In ‘Frenchman’s Creek’, the writing is still vivid, and there are evocative descriptions, and certainly the darker side of the human psyche comes into play, but overall it just reads as a ‘The Lady and the Pirate’ romance with more vivid writing than usual. I expected something better from this author.
This book has mainly glowing reviews. I expected to enjoy it myself. After all, it has pirates, and swashbuckling adventure, and a heroine rebelling against the female role and joining in the raids, while the male lead likes to emulate Robin Hood in stealing from the rich to give to the poor. Those are the sort of themes I enjoy. There is also an element of criticism of patriarchy, and I’m all for that; but again, the heroine substituing one demanding man for another in a love affair on the side carried on through lying and cheating just doesn’t come across to me as the right solution. Perhaps it is implied that there isn’t an honourable solution to the female lead’s problems in the society in which she lives; it is indicated that she couldn’t be honest without paying the enormous price of social disgrace and estrangement from her family which she obvoiusly cannot face. Still, her lack of introspection makes it difficult to assess if she feels any guilt about duping Harry. I was left with the impression that she didn’t. I think it is mainly because the two lead characters were so self-righteous that I found them so unsympathetic. They claim that their love affair was meant to be, that they belong together, and that is that and too bad for everyone else. This seemed all wrong to me.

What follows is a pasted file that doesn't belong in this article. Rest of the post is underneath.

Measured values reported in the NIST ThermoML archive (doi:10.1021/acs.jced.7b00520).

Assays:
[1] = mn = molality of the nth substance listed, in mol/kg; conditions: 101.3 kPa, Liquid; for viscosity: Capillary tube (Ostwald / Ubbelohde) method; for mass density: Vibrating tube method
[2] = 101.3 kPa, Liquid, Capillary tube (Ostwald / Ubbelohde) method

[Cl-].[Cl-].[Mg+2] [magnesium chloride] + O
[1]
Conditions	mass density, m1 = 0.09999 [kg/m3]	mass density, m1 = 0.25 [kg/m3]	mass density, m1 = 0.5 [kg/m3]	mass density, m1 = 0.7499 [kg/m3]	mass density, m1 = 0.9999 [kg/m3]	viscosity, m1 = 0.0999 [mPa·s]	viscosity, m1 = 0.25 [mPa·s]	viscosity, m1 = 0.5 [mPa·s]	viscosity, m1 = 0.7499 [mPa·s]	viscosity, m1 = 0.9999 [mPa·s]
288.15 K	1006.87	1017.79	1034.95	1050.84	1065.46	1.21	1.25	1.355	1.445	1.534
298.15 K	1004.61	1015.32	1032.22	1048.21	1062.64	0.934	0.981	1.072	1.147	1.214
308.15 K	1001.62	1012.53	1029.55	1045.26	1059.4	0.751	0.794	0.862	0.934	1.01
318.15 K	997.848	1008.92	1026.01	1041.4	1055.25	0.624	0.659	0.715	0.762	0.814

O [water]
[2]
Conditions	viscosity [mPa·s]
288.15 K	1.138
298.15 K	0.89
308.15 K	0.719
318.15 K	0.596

There are circumstances in which I would sympathize with a story romanticising adultery, as when the woman had been forced into marriage at an early age, as was routine in seventeenth century Britain, and where the husband is unattractive or abusive and so on. These don’t apply in this story: the foolish Sir Harry was the female lead’s free choice when she was twenty-four, just six years previously. He is handsome, allows her astonishing freedoms for a husband of that era, and dotes on her.
Also, the whole wildly improbable tale is related solemnly, without irony. True, some characters are presented as ridiculous; the lead pair, though, are always depicted as admirable.
Clearly, Daphne du Maurier fancied writing a piece of escapist nonsense. There is nothing wrong with that, but the tone just isn’t right; it isn’t light enough for escapism, and her characters don’t go through enough real suffering and change for it to be anything deeper. Dona is supposed to be somehow transformed by love, with her eyes increasing in size and her sulky look disappearing, but this change seems to be purely physical.
[Spoiler] I hope that she is meant to change in her attitude towards Harry, and becomes more tender and receptive, but there is only the slightest hint of that. I was dismayed that she seriously considers running off with the pirate, leaving the children behind. Even if he wasn’t an outlaw, if she left her husband she would lose all right ever to see her children again. Everything is arranged by the author so that Donna escapes from any consequences from her fling with the pirate or her involvement with the raid, with lucky co-incidences, the locals missing everything, all the servants believing in her supposedly being confined to her bed with a fever for days, the men failing to recognise her and Harry not even asking her why she wants to stay an extra night before coming back to Town. He never seems to suspect her of being involved with the pirate for an instant, whatever doubts the jealous Rockingham has tried to sow in his mind. On Rockingham, he is far too respectful in the confrontation where he attacks her. ‘Whore’ and ‘strumpet’ are surely the mildest insults he would have directed at Dona as an unfaithful woman in that era, particularly a sadist like him. [End of Spoiler]
I almost always take the part of the woman – sometimes unfairly – when I hear about relationship problems in fact or fiction. Not so here. I really sympathized with poor Sir Harry.